Prior Authorization, Exceptions, & Appeals
Prior Authorization, Exceptions, & Appeals
There are 3 primary categories of requests:
- Prior authorizations
- Coverage determinations (including exception requests)
These resources will help your practice better understand and manage payer processes.
Supporting Appropriate Payer Coverage Decisions Brochure — Helps you understand the information that payers may require for your patient's coverage of medically necessary drug therapies.
Checklists for Submitting Requests to Payers
Prior Authorization Considerations Checklist — Presents general information on prior authorization processes, including items and information that may be requested from your patient's insurer.
Exception Considerations Checklist — Gives an overview of exception processes for your patient's coverage of medically necessary drug therapies.
Appeal Considerations Checklist — Provides general information on insurance appeals processes, useful if your patient's insurer denies coverage.
Letter of Medical Necessity
Below is a Letter of Medical Necessity template that you can use to create and submit your letter for medical necessity with either the initial claim to support the medical necessity of treatment with DARZALEX FASPRO® for your patient or submit to support the medical necessity of treatment with DARZALEX FASPRO® when requesting reconsideration of a denied claim.
Or download an editable Letter of Medical Necessity template for DARZALEX FASPRO®.
Letter of Exception
Each payer follows a different process when filing exceptions. Below is a template letter you can use when requesting an exception for DARZALEX FASPRO®.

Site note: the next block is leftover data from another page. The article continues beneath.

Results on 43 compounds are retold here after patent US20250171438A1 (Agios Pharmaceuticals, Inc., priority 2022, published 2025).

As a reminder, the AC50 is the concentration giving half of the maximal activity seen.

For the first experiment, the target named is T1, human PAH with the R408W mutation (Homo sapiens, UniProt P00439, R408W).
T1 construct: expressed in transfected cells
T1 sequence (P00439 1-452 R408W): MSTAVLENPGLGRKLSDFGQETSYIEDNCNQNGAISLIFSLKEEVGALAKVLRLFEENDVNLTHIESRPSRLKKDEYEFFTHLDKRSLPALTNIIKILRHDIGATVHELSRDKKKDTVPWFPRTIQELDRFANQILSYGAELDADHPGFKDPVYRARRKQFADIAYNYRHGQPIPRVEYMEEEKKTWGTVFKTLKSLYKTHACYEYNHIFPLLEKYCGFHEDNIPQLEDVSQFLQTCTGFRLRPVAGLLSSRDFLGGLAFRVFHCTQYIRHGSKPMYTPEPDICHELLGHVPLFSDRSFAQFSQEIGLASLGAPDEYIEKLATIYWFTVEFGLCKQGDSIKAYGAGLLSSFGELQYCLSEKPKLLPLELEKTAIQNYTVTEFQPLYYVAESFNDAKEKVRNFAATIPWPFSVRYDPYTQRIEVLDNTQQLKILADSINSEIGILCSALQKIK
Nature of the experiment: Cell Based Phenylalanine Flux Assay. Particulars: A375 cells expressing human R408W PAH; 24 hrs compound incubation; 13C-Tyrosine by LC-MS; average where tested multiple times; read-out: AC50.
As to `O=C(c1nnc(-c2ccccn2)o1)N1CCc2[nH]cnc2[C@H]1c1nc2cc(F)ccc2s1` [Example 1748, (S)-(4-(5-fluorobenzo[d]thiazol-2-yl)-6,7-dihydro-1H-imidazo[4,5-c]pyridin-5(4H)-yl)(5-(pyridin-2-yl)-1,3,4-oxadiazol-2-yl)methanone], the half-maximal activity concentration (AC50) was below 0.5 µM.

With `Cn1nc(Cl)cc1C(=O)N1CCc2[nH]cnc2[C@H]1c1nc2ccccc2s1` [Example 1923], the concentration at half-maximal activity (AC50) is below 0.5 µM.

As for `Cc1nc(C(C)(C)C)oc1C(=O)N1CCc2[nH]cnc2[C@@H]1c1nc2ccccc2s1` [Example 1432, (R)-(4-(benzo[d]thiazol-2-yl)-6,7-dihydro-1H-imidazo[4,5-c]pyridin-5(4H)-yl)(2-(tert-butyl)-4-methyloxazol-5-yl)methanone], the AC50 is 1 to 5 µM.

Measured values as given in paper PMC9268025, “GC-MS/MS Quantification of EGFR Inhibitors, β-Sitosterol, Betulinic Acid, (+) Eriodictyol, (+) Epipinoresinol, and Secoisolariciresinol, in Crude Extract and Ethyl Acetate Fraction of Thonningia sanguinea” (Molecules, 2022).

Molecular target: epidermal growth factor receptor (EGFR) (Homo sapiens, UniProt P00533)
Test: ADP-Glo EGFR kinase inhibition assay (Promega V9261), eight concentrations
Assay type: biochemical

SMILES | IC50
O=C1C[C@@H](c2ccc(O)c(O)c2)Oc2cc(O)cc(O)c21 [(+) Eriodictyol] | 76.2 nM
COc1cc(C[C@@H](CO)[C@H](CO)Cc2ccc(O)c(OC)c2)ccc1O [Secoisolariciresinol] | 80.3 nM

Or download an editable Letter of Exception template for DARZALEX FASPRO®.
A standardized, or "uniform," prior authorization (PA) form may be required in certain states to submit PA requests to a health plan for review, along with the necessary clinical documentation. These standard forms can be used across payers and health benefit managers.
- Standardized PA Forms are only applicable to prescription drug benefits; they are not applicable to medical services or procedures.
- Standardized PA Forms are typically not applicable to self-funded employer-sponsored health plans, Medicare Part D plans, and Medicaid fee-for-service plans.
Please visit the Know Your State Interactive Tool to learn what is required for your state.
Additional information on the PA process at major payers is shown below. Please see table below, use the Janssen CarePath Provider Portal, or contact Janssen CarePath at 877-CarePath (877-227-3728) for assistance in obtaining PA forms.
The information provided is not a guarantee of coverage or payment (partial or full). Actual benefits are determined by each plan administrator in accordance with its respective policy and procedures. This document is presented for informational purposes only and is not intended to provide reimbursement or legal advice, nor does it promise or guarantee coverage, levels of reimbursement, payment, or charge. It is not intended to increase or maximize reimbursement by any payer. Laws, regulations, and policies concerning reimbursement are complex and are updated frequently. While we have made an effort to be current as of the issue date of this document, the information may not be as current or comprehensive when you view it. Please refer to the applicable plan's website, or contact the plan for more information about coverage or any restrictions or prerequisites that may apply. We strongly recommend you consult the payer organization for its reimbursement policies.
Click on the payer link to be taken to the payer's website.
DARZALEX FASPRO® (daratumumab and hyaluronidase-fihj) is indicated for the treatment of adult patients with multiple myeloma:
- In combination with bortezomib, melphalan, and prednisone in newly diagnosed patients who are ineligible for autologous stem cell transplant